Our other #MakerEd activity recently that I was able to recently demonstrate at the ‘Make Learning Better’ conference hosted by Mark Oliphant College in Adelaide, is the Virtual Minecraft Machine (VMM) that I designed after being inspired by a fantastic exhibition on Minecraft related activities at the Sydney Powerhouse Museum last school holidays. The VMM involves using a MaKey MaKey hooked up to Minecraft on computer, with the following inputs: a piece of aluminium foil wrapped around a cardboard floor pad, linked to the keyboard input to make your Minecraft character walk, so when students walk on the aluminium foil floor pad with their feet they make their character on screen walk forward; another aluminium floor pad to trigger either the jump keystroke or the walk backwards keystroke, depending on preference; a Lego constructed controller with Play-Doh keys linked to mouse inputs for looking up, down, left and right, which students use to make their character look around the world; and, the centrepiece, a Lego made pick-axe wrapped in aluminium foil that, when it hits one of two Lego crafting tables wrapped in aluminium foil, allowing our character to either destroy or build depending on the surface you tap with your pick-axe. Check out the video on the Instagram below as to how it works, and check out the Vimeo video below for a three minute tutorial on the construction process. An additional feature I’m looking at adding is a streaming link-up to Google Cardboard, so you could wear Google Cardboard and see the Minecraft world in front of your eyes while you use the materials around you to navigate and interact.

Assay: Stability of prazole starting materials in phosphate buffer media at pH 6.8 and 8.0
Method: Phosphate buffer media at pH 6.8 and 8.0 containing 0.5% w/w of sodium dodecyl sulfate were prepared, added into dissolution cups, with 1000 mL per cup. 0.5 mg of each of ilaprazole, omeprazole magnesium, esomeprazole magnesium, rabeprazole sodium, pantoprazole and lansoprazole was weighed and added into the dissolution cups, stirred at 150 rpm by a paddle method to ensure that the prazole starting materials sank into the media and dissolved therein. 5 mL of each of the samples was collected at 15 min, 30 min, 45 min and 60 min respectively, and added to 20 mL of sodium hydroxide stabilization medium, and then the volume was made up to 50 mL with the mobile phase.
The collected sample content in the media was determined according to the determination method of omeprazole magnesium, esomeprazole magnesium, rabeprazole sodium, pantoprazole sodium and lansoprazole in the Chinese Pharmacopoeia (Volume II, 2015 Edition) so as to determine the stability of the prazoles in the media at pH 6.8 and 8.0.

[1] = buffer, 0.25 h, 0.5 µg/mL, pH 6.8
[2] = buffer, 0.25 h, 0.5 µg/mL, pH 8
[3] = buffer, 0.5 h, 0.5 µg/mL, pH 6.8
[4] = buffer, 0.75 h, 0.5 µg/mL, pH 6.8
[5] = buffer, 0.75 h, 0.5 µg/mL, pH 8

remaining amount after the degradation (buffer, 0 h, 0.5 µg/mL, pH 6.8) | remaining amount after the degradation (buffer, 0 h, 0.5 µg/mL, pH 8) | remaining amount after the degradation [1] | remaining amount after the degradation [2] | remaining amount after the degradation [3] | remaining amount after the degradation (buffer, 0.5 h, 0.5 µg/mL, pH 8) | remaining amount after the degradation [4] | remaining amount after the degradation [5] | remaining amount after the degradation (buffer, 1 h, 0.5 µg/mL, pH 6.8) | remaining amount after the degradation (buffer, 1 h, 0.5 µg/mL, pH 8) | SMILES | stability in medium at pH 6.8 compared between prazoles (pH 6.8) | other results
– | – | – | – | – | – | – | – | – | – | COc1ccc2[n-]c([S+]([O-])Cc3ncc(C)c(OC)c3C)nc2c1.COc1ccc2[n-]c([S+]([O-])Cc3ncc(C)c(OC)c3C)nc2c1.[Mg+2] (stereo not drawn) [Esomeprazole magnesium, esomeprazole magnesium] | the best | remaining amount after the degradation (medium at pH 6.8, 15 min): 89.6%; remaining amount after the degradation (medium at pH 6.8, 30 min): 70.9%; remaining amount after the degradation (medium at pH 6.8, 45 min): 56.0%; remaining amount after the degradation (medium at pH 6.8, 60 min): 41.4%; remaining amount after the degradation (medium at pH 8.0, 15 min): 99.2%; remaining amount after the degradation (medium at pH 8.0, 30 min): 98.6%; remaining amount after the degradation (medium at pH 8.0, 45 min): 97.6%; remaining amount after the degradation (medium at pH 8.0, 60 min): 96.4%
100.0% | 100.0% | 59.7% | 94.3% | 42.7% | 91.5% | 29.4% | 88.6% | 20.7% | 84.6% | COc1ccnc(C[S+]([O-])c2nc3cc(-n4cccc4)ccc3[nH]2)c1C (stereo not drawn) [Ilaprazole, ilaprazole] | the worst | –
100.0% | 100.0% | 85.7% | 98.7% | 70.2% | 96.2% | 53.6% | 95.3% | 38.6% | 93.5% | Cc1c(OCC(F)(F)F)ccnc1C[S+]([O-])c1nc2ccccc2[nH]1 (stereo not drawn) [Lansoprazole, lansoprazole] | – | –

That’s it for now. In two weeks time I’m heading to Shanghai to present on accessibility and technology at the United Nations ESCAP forum, “Information For All: Workshop on Accessible Knowledge, Information and Communication for Persons with Disabilities in Asia and the Pacific”. I’ll make sure to share my presentations I deliver at the forum, and to provide a summary of the workshops, when I return, just in time for Christmas. I hope everyone has been having a tremendous time as the school year wraps up. Best wishes for transitions into 2016 and to all the potentials that the new year will bring.